Storm Desmond: Nearly 150 roads and bridges not fixed

Pooley Bridge, destroyed by Storm Desmond Image copyright PA
Image caption Work to replace Pooley Bridge is due to start next month. A temporary bridge is currently in place

Almost 150 roads and bridges in Cumbria still need to be fully repaired in the wake of 2015's Storm Desmond.

The county council said a "huge amount" of work had been needed.

Some 830 projects have been completed - the latest being the road between Gaitsgill and Raughton Head, near Carlisle, which has just reopened.

A further 115 schemes are in progress, but 32 are yet to start. The work will continue into next year, said the authority.

Keith Little, the cabinet member for highways and transport, said the council was working to repair infrastructure damaged by floods in 2009 when Storm Desmond wreaked further havoc.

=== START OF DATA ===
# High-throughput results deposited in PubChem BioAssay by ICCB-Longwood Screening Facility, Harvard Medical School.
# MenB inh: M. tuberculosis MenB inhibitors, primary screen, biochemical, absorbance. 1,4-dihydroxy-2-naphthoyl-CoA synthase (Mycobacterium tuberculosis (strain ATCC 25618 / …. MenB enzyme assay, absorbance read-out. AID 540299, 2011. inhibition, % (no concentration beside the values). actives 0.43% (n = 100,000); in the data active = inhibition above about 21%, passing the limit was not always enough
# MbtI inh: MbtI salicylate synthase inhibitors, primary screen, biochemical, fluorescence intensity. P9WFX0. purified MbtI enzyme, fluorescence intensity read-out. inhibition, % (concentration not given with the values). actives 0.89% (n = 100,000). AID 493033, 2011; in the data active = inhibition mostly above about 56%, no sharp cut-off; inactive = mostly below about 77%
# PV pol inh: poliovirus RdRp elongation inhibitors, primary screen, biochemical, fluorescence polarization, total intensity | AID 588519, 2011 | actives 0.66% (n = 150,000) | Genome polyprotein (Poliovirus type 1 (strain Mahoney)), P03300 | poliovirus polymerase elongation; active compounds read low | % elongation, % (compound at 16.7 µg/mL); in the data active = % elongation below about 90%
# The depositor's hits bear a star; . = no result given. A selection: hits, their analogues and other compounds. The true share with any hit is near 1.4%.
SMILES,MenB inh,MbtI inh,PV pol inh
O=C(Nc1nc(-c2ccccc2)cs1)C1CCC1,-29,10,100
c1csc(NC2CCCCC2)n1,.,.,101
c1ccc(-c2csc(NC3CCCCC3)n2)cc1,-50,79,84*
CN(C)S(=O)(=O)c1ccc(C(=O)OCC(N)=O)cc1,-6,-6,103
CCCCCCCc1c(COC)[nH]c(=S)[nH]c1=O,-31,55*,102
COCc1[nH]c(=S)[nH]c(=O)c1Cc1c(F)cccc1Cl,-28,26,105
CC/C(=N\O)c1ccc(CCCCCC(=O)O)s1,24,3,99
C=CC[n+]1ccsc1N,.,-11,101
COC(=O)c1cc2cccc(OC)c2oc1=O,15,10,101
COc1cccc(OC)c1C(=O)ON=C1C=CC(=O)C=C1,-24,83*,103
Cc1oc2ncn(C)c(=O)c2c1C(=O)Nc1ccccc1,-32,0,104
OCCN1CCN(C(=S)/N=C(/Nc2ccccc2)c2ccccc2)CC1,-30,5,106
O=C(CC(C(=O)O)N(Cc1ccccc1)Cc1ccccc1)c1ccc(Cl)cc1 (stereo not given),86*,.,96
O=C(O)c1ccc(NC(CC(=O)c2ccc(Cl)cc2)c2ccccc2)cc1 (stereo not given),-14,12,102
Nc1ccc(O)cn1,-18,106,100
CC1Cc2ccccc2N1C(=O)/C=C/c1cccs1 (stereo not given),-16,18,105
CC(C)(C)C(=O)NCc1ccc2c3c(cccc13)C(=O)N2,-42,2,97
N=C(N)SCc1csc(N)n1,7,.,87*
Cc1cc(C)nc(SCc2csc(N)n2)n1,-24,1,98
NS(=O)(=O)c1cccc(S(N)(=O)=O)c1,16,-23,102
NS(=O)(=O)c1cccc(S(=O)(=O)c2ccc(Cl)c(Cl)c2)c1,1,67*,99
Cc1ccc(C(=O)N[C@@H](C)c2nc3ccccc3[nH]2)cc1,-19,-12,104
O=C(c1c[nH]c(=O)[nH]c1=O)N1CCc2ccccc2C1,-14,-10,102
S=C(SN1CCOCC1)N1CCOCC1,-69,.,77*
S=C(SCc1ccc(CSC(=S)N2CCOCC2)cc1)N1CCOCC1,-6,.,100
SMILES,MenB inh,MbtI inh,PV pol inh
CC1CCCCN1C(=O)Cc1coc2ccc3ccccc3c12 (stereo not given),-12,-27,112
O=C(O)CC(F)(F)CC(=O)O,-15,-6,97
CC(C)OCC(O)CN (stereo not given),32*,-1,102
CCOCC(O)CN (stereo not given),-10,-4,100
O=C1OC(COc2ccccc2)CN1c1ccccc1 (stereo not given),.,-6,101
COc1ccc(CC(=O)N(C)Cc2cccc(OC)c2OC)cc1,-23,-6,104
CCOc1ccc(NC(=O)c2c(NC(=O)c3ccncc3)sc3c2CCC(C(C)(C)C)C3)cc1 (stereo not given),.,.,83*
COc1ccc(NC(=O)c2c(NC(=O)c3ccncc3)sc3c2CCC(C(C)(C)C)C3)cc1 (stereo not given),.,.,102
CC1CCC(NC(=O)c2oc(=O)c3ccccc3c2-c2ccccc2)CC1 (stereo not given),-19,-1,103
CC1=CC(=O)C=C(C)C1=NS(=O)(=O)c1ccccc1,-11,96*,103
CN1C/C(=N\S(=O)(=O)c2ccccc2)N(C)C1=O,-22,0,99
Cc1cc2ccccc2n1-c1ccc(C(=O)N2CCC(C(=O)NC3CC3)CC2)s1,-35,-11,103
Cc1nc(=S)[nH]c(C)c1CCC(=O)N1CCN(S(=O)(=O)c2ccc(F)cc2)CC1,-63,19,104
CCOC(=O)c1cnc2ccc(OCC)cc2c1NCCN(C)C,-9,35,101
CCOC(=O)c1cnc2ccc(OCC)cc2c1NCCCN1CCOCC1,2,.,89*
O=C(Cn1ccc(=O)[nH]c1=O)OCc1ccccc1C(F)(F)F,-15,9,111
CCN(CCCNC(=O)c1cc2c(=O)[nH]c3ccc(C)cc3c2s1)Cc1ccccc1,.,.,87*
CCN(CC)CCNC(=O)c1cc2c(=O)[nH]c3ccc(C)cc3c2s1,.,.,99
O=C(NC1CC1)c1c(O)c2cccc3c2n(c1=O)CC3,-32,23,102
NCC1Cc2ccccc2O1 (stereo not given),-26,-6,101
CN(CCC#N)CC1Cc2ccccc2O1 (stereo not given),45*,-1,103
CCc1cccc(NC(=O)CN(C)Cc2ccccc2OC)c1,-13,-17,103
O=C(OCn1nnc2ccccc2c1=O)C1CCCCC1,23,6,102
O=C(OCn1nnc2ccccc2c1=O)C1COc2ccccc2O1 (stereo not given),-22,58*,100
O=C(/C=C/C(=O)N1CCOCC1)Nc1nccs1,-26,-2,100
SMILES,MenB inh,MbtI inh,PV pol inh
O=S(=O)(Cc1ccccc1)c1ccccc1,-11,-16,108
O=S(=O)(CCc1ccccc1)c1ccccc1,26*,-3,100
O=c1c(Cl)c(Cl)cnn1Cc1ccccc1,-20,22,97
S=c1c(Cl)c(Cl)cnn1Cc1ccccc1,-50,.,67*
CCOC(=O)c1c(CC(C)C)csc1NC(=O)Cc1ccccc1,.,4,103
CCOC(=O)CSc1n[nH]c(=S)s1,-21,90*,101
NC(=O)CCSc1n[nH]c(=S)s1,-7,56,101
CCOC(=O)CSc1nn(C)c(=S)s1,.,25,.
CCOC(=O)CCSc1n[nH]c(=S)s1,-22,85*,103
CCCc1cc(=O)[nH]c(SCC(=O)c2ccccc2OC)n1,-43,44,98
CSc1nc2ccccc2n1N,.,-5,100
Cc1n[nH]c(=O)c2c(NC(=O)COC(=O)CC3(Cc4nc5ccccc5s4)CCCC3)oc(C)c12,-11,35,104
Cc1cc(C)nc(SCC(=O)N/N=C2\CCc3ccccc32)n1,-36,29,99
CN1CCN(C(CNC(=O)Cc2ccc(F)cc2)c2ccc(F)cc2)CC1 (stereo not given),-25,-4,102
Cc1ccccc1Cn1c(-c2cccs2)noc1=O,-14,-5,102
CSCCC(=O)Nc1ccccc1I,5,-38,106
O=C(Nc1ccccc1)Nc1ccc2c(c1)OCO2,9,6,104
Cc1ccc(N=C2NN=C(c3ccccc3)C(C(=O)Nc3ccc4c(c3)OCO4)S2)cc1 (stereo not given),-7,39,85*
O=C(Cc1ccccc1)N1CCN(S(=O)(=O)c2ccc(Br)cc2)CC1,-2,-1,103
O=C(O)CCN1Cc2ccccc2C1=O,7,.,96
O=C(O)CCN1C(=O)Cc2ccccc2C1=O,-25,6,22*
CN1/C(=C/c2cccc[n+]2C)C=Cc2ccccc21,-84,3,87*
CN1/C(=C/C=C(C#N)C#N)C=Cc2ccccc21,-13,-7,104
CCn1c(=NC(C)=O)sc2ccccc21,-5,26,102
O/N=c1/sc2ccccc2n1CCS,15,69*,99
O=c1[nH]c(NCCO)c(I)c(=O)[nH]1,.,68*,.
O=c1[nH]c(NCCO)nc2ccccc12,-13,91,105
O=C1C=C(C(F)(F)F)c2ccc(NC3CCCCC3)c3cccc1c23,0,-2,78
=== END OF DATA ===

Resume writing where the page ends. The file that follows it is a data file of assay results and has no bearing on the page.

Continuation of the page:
'Legal issues'

"Because there was a huge amount of work to be done and we have the day-to-day maintenance of the country's roads to continue, at the moment we have about 115 projects in progress.

"We will continue to work into the early part of 2020."

Talking about the reopening of the Gaitsgill and Raughton Head road following a landslip, Mr Little told BBC Cumbria it had been "a fairly big job".

"The length of time [taken] has mainly been around assessing the damage.

"It was decided to move the road some 20m (65ft) away from the river so we had land owners to deal with and legal issues," he said.

Repair work following the December 2015 storm has cost about £86m, the council said.

'Ghost village'

Burneside, near Kendal, is among the areas still affected.

The bridge in the village is due to reopen next month, following repairs.

People currently face a six-mile diversion to get from one side to the other.

Businessman John Seward said: "It's really quite difficult. It's like a take of two cities, or two broken halves.

"People are not passing through. It's like a ghost village".

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